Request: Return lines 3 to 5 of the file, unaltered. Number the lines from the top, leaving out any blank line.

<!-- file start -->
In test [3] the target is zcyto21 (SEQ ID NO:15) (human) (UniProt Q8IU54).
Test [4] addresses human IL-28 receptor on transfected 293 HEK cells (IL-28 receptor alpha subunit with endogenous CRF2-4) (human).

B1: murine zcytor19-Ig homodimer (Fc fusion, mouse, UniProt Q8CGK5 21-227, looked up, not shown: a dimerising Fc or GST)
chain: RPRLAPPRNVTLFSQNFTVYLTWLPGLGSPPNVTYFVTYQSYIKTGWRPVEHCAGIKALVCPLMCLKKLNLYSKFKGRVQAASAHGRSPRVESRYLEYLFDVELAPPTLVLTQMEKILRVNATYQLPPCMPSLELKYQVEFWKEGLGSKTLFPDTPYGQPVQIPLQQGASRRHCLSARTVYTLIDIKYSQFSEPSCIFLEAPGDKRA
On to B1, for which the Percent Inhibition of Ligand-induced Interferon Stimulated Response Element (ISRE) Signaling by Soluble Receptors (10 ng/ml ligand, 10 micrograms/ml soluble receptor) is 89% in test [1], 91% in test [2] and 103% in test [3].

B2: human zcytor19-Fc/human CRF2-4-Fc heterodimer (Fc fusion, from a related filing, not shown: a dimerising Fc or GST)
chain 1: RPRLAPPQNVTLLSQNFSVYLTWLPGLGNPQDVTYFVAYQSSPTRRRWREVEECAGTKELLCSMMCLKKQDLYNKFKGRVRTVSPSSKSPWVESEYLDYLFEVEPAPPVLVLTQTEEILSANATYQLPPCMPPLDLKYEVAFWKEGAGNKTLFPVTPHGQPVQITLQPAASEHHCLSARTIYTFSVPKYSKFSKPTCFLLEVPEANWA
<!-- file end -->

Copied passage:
B1: murine zcytor19-Ig homodimer (Fc fusion, mouse, UniProt Q8CGK5 21-227, looked up, not shown: a dimerising Fc or GST)
chain: RPRLAPPRNVTLFSQNFTVYLTWLPGLGSPPNVTYFVTYQSYIKTGWRPVEHCAGIKALVCPLMCLKKLNLYSKFKGRVQAASAHGRSPRVESRYLEYLFDVELAPPTLVLTQMEKILRVNATYQLPPCMPSLELKYQVEFWKEGLGSKTLFPDTPYGQPVQIPLQQGASRRHCLSARTVYTLIDIKYSQFSEPSCIFLEAPGDKRA
On to B1, for which the Percent Inhibition of Ligand-induced Interferon Stimulated Response Element (ISRE) Signaling by Soluble Receptors (10 ng/ml ligand, 10 micrograms/ml soluble receptor) is 89% in test [1], 91% in test [2] and 103% in test [3].